Post-Bihar Elections Scenario: Why DMK Might Review Its Alliance With Congress Or Force It To Play A Minor Role In Tamil Nadu

Post-Bihar Elections Scenario: Why DMK Might Review Its Alliance With Congress Or Force It To Play A Minor Role In Tamil Nadu Rahul Gandhi and M K Stalin.
Snapshot
  • With the poor showing of the Congress in Bihar, Tamil Nadu ally DMK may not take any chances and bargain for more seats in the forthcoming assembly elections.

With hardly six months to go for the Tamil Nadu Assembly elections, principal opposition party in the state Dravida Munnetra Kazhagam (DMK) seems to be in a dilemma on how to handle its major ally Indian National Congress.

The dilemma arises from the poor show put up by the Congress in Bihar Assembly elections in which the National Democratic Alliance (NDA) managed to return back to power.

Of the 70 seats it contested, the Congress won a meagre 17, leading to criticism that its performance had affected the prospects of the Mahagathbandhan (MGB). Some observers blame Rashtriya Janata Dal chief Tejashwi Yadav, who led MGB in the polls, for allocating too many seats to the Congress without any merit.

The Congress performance seems now a concern for its other allies, particularly the DMK in Tamil Nadu. It is not the first time that Congress has been a problem for its allies.

In the Lok Sabha elections last year, Congress won eight of the nine seats it contested in Tamil Nadu, while DMK and others won the rest 30 they contested. In fact, the NDA ended with a sole seat by winning Theni, thanks to the influence of Tamil Nadu Deputy Chief Minister O Panneerselvam. The seat was won by his son Raveendranath.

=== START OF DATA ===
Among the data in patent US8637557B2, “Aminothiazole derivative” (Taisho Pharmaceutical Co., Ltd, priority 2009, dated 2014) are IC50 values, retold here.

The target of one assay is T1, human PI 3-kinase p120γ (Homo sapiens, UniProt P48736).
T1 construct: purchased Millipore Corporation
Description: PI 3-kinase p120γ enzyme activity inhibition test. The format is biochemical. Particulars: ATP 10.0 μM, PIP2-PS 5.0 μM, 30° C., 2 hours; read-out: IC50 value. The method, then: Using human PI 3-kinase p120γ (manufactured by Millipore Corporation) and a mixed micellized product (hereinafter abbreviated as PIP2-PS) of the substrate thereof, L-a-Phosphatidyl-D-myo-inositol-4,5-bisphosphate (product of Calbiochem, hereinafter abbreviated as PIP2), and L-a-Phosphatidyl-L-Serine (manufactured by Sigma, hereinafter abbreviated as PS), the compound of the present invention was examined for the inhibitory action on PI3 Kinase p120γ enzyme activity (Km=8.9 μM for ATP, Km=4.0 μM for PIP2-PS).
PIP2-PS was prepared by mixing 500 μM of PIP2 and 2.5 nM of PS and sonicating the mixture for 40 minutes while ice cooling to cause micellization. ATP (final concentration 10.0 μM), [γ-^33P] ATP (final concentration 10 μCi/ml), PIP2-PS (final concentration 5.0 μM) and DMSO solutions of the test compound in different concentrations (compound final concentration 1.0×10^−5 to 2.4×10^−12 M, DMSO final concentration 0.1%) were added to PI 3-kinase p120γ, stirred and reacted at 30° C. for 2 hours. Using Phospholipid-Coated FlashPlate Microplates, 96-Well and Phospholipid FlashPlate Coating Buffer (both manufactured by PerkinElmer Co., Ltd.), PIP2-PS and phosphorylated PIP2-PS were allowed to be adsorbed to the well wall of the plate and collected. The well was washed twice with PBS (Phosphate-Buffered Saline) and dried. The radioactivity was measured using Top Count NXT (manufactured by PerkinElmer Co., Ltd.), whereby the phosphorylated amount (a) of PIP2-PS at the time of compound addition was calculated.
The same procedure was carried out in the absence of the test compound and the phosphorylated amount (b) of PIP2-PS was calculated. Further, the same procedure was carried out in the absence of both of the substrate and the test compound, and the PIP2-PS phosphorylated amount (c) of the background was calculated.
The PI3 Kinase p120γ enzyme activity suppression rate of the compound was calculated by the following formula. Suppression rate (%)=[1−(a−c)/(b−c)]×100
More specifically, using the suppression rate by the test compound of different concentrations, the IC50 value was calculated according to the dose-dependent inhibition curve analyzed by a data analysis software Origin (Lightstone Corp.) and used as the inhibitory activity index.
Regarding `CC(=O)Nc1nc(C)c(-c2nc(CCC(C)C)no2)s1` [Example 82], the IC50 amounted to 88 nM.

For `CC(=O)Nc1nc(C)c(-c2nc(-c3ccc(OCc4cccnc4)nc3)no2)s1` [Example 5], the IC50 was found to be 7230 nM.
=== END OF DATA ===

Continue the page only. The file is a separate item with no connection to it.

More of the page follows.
But that sweep of the United Progressive Alliance (UPA) should be credited to the DMK’s strategy of portraying Prime Minister Narendra Modi as some sort of “unwanted leader” for Tamil Nadu and giving the impression to the voting public that the Bharatiya Janata Party (BJP) would not be returning to power.

Since then, various developments have taken place in Tamil Nadu. In particular, the BJP has had a change in the state leadership and the party is not losing any opportunity to consolidate the Hindu vote bank — the latest being the “Vel Yatra” to condemn the disrespect to “Kanda Shashti”, the hymn in praise of Lord Skanda.

What has perhaps set the DMK thinking is the performance of the Congress in 2016 assembly elections.

In that election, when the late M Karunanidhi was alive, Congress leaders led by Ghulam Nabi Azad wrested 41 seats from its UPA ally to contest. In the end, it won a meagre eight seats.

A scrutiny of the 2016 elections shows that the All India Anna Dravida Munnetra Kazhagam (AIADMK), led by the late J Jayalalithaa then, retained power mainly because Congress lost four-fifths of the seat it contested.

In contests where the DMK was locked in a direct battle with the AIADMK, the former had triumphed in most constituencies. Fortunately, for the Congress, this issue did not figure during alliance talks last year for the Lok Sabha polls.